New jobless number good for politics
Oct 5, 2012 / 7:24 am
President Barack Obama, reeling from a poor debate performance, won a valuable reprieve Friday with a reduced unemployment number in September that brought the jobless rate down to a level unseen since January 2009 when he took office.
The new threshold carries more political than economic weight. The Labor Department reported that employers added 114,000 jobs in September, slightly better than expected but still below levels needed to sustain a reduction in unemployment.
But the report held several good signs for Obama as he and rival Mitt Romney enter the final four weeks of the presidential campaign in an election dominated by the economy and high unemployment. The economy created 86,000 more jobs in July and August than initially estimated, a sign of the volatility of the jobless reports and their unreliability as a snapshot of the economy.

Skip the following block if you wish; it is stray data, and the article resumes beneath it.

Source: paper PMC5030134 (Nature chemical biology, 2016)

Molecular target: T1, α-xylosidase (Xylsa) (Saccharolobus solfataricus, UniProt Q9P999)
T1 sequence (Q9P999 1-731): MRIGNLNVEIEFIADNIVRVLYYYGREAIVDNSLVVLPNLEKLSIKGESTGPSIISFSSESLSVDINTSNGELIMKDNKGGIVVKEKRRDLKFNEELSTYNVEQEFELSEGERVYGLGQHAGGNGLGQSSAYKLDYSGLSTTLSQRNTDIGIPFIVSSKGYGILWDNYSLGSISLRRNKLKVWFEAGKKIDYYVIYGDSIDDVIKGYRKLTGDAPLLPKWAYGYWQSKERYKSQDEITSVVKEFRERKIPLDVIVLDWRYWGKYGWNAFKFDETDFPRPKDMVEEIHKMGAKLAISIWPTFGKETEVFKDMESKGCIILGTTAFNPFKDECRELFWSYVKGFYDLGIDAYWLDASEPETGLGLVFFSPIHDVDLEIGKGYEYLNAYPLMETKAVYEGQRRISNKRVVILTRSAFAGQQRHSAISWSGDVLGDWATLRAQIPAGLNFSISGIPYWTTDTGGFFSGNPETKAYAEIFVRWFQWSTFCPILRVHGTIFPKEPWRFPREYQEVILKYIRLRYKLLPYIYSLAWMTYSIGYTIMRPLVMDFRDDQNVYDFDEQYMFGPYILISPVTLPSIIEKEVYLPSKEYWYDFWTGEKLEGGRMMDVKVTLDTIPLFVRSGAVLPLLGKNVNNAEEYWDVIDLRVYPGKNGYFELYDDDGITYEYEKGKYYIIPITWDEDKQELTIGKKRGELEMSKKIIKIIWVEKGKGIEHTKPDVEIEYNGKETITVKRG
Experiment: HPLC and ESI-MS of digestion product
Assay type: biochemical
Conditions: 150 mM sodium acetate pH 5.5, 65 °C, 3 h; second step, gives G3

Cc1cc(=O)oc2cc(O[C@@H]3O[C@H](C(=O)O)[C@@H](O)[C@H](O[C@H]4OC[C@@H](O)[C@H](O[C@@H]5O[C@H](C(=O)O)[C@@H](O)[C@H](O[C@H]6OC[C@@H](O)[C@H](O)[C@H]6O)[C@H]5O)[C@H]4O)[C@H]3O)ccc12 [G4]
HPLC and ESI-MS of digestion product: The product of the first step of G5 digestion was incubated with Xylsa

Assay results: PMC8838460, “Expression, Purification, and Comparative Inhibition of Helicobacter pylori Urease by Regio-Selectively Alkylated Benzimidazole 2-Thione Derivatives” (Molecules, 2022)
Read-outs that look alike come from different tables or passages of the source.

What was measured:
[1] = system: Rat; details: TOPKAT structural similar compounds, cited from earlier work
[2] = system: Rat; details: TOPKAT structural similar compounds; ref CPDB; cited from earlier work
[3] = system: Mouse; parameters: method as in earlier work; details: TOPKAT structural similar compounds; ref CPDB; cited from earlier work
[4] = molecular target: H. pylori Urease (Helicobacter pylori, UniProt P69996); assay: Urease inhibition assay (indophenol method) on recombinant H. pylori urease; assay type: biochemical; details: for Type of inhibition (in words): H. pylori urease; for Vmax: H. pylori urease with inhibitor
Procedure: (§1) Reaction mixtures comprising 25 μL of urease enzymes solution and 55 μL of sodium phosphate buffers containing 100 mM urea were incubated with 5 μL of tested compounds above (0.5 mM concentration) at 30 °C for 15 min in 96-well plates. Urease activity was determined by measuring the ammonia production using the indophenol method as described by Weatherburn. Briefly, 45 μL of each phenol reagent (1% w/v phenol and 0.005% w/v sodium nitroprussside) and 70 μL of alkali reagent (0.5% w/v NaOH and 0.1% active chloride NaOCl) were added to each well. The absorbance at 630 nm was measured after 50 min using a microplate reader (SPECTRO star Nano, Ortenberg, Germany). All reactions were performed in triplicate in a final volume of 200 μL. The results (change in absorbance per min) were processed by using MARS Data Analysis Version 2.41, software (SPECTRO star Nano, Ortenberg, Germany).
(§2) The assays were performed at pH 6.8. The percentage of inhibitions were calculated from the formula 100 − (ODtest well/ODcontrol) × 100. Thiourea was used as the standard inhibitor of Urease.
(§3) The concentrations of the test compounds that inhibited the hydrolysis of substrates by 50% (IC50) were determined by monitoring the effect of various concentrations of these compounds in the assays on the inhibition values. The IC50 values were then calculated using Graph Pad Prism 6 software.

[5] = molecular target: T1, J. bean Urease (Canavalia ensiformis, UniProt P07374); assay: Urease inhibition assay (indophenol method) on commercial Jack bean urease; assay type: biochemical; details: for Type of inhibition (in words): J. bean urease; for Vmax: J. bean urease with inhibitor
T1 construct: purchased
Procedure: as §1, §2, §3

The Labor Department also reported wage growth in September, evidence of more people looking for work.
Still, Romney cast the new reports as further sign of a weak economy under Obama.
"This is not what a real recovery looks like," he said in a statement, noting that the figures showed fewer jobs created in September than in August and, that if people who have dropped out of the labour force were counted, the unemployment rate would be closer to 11 per cent.
The new numbers come less than 36 hours after the economy dominated the first presidential debate of the general election, reinvigorating Romney and leaving Obama on the defensive.
After Friday's numbers there is only one more unemployment report left before the Nov. 6 election.
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